[0034] In a practical implementation of the filter, the second and third mirror assemblies each advantageously comprise a central mirror region suspended on a plurality of compliant arms. In one embodiment of the invention, the central mirror region is substantially circular and suspended on four arms. Conveniently, the central region has an effective diameter in a range of 50 to 150 μm and each arm has a length in a range of 600 to 2000 μm, although an effective diameter of 100 μm and a length of 1000 μm are specific preferred dimensions.

[0035] For ease of making electrical connections to the filter, the cavities and their associated mirrors can be fabricated onto a substrate in terraced formation to enable electrical connection to be made to the mirror assemblies, the assemblies being mutually electrically isolated.

[0036] Advantageously, the filter is fabricated using gallium arsenide or silicon fabrication techniques.

[0037] According to a second aspect of the invention, there is provided an add-drop filter for receiving input communication radiation and operable to drop and add radiation corresponding to a specific channel in the input communication radiation, the add-drop filter incorporating a filter according to the first aspect of the invention for isolating radiation corresponding to the channel.

[0038] According to a third aspect of the present invention, there is provided a method of fabricating a filter according to the first aspect of the invention, the method comprising the steps of:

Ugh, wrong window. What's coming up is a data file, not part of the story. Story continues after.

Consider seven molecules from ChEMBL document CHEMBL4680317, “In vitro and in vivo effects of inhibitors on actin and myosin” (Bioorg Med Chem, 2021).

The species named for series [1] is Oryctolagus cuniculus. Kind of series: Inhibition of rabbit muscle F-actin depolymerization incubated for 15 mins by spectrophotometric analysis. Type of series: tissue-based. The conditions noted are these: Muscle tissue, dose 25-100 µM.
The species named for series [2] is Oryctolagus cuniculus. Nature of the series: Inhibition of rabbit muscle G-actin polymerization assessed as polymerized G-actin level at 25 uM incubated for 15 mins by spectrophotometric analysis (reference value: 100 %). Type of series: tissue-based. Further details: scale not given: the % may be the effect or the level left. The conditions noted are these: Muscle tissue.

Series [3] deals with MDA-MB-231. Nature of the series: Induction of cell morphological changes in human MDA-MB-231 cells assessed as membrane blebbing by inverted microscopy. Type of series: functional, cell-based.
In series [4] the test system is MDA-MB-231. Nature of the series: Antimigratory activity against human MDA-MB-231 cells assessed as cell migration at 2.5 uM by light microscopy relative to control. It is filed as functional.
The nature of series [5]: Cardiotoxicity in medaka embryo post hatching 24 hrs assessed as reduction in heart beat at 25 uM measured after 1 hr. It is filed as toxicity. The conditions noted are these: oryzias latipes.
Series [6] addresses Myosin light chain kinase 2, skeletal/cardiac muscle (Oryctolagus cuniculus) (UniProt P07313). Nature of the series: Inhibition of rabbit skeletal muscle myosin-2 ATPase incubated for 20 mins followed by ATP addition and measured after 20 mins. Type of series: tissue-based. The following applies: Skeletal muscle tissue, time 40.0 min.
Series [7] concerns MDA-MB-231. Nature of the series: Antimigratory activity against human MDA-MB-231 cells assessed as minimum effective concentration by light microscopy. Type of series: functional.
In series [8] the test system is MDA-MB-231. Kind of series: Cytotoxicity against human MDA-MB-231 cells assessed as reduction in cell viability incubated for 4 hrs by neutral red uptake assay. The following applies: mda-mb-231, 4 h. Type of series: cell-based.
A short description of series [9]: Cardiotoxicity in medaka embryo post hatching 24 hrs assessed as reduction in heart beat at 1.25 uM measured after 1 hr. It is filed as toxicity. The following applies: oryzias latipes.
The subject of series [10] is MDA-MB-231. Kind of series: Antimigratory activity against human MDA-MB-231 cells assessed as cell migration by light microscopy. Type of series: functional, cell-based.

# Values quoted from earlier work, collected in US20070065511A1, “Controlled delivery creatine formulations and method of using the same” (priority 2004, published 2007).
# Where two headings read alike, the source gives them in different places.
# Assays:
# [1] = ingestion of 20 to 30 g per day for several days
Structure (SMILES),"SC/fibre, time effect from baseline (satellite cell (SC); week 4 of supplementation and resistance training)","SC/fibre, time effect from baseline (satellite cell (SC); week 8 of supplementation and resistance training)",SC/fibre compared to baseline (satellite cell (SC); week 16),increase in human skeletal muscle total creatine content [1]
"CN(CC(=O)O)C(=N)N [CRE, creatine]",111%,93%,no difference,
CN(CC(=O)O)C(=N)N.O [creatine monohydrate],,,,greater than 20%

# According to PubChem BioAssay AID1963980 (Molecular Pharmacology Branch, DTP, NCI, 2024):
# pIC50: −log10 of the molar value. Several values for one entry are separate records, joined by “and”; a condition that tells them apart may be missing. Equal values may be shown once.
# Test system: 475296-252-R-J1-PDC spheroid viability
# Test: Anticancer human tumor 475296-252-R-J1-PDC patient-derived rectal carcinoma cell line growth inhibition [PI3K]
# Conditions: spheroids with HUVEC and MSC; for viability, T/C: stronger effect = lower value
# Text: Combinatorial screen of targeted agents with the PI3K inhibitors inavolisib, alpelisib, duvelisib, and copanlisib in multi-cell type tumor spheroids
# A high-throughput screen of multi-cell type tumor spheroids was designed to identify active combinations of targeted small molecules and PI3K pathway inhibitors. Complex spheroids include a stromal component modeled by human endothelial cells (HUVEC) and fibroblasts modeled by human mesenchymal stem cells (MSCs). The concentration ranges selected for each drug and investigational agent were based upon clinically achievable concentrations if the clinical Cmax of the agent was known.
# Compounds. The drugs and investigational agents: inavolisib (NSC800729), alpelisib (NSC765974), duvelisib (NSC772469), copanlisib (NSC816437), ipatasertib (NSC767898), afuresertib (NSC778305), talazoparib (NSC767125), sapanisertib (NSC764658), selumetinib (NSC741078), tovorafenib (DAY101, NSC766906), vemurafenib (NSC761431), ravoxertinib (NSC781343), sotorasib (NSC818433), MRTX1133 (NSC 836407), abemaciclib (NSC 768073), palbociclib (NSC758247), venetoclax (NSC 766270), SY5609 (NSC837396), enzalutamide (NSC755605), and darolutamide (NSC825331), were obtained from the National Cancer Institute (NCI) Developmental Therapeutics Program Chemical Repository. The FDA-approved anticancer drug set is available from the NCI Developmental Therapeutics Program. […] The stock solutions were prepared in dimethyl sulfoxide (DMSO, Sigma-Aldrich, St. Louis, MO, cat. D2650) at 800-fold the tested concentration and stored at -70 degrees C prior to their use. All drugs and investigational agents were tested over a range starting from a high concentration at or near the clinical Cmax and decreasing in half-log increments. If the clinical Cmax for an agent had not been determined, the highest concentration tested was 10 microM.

[0039] (a) forming a series of layers on a substrate, the layers forming mirror assemblies and spacer layers therebetween;

[0040] (b) defining features in the layers corresponding to suspended reflectors and associated compliant support arms;

[0041] (c) processing the substrate and its associated layers by etching processes to generate the mirror assemblies and optical cavities therebetween where the spacer layers are present;

[0042] (d) defining and generating features on the assemblies operable to actuate the mirror assemblies relative to one another; and

[0043] (e) mounting the filter produced by steps (a) to (d) above in a carrier and making electrical connection to the filter.

[0044] Advantageously, the layers are formed by metal oxide chemical vapour deposition (MOCVD). Moreover, the spacer layers are preferentially wet etched to form the optical cavities and render the mirror assemblies freely suspended.

[0045] Conveniently, in the method, the mirror assemblies each comprise alternate layers of AlGaAs and AlAs, the AlAs subsequently heat processed to form aluminium oxide. Such alternate layers provide optimised optical properties for the mirror assemblies.

[0046] According to a fourth third aspect of the present invention, there is provided a method of tuning a filter according to the first aspect of the invention from a first wavelength to a second wavelength, the method comprising the steps of:

[0047] (a) tuning the resonators to the first wavelength so that the filter provides selective filtration at the first wavelength;

[0048] (b) detuning the resonators from the first wavelength by tuning at least one resonator in a first wavelength direction and another resonator in another wavelength direction opposite to the first wavelength direction;